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covered with corn and millet enclosures, we came to another clump of trees at the entrance of a cleft in the mountains, and making our way through these, we found ourselves in the yard of our konag. Except in the direction we had come, where it was screened by thick foliage, it was hemmed in on every side by steep hills, clothed to the top with verdure, peeping as it were one above the other on the sheltered cottages at their feet; the highest of them was the conical hill I have already alluded to.

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The guest-house-A Circassian dinner-Impression created

by my arrival-Odd notions—Condition of the sex- -Circassian beauty- Presents.

Our Konag Bey stood ready to receive me, and leading my horse opposite to the guest-house, assisted me to alight. He then ushered me into the house, and with his own hands relieved me of my arms, and hung them against the wall. A silken couch had been spread for me in a corner of the room, on one side of the hearth; at the head of this was a pile of cushions: with the exception of these, and a mat and cushion laid down for the Hadji, there was no other furniture in the room ; but the walls, gleaming with the weapons of the . guests, presented anything but a naked appear



ance. For some time, everybody remained standing but myself; after a short silence, the words of welcome were exchanged, when another pause took place. Our host then desired the principal guests to sit down, but at first on no account would he be seated himself; after repeated pressing, however, he crouched himself down at a respectful distance on the floor. I have been thus minute in detailing these ceremonies, as they mark the reception of a stranger in every house in Circassia. The room itself was of an oblong shape, eight yards by four; the walls were constructed of stakes and hurdles, plaistered on each side with a coat of light-coloured earth; the floor was of hard earth, which I observed was every now and then carefully watered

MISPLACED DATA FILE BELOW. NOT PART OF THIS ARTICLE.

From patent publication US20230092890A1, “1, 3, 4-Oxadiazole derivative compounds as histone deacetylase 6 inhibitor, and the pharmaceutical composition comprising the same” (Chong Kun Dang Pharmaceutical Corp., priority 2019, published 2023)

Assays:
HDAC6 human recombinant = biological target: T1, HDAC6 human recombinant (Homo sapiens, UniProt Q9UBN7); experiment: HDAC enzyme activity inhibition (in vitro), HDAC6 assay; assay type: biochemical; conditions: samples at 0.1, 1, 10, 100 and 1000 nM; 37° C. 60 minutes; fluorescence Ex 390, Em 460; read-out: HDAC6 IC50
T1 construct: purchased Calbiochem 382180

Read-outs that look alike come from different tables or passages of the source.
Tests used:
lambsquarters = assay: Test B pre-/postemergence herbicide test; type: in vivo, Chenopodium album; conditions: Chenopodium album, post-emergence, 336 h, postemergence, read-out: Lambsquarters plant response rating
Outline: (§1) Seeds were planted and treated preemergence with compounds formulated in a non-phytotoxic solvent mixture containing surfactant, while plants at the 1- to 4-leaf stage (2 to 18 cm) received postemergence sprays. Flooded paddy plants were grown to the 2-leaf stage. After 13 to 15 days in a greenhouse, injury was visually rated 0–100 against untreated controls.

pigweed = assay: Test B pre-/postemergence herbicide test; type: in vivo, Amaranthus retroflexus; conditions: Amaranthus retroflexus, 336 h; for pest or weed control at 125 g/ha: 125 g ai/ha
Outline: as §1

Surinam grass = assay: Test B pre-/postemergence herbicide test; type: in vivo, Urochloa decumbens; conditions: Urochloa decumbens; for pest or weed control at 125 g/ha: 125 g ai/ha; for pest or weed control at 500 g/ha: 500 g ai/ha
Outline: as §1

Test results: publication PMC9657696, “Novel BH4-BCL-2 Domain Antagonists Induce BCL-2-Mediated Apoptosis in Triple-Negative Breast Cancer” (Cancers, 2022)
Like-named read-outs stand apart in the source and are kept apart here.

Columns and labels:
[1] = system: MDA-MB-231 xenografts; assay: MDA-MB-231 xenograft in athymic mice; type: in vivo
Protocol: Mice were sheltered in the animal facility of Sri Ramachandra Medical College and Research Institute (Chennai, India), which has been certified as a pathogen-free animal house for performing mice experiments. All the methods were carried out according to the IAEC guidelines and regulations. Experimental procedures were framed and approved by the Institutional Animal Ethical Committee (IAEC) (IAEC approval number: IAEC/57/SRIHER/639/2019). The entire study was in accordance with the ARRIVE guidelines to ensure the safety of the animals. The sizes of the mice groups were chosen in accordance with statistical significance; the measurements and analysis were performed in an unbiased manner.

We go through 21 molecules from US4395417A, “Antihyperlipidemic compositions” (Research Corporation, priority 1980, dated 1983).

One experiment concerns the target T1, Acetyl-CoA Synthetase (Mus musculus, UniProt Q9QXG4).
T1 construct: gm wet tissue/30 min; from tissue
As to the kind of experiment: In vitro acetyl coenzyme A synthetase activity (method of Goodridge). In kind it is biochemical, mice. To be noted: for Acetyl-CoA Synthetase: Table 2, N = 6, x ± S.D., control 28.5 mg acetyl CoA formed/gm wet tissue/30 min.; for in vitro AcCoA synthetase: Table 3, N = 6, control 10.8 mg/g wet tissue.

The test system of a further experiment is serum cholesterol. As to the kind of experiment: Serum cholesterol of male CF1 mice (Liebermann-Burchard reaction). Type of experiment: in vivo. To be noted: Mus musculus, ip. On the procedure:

The thatch above, supported by rafters in a triangular form, descended from the roof over the walls in large projecting eaves, serving in summer for verandahs. Extending from the walls almost to the middle of the room in a semicircle of about two yards in diameter, and at three or four feet from the ground, was a huge chimney; it contracted itself towards the top in the shape of a bell, and perforating it at the gable, rose a few feet above the roof.

So spacious are these chimneys, that there is hardly one of them without a swallow's nest, where,

and swept.



unmolested by the fire beneath, they enliven the apartment by their constant twittering. They are made of the same materials as the walls; indeed, all manner of building, including bee-hives and water-closets, is of basket-work. It is speedily set fire to, and with the assistance of friends, who never refuse a helping hand on these occasions, almost as speedily rebuilt. With such neighbours as the Russians, it is perhaps well that architecture has made no great progress. Under such circumstances, a man feels less reluctance in deserting and firing with his own hand, if necessary, his habitation, the preservation of which, in more civilized countries, so commonly involves the sacrifice of liberty.

After we had been some time seated, a large bowl of a beverage the Tartars call boza (in Circassian, souat) was presented to me by my host; it is a mixture of fermented millet seed and honey, - thick and slab,” and exceedingly nauseous, I thought, though drinking it out of complaisance to my entertainer, who watched me closely, to see that I did not flinch, and during the evening renewed the charge, bowl in hand, at least a dozen times. Dinner, or, more properly speaking, supper, which constitutes their chief meal, was served after sunset. It consisted of a series of dishes, re

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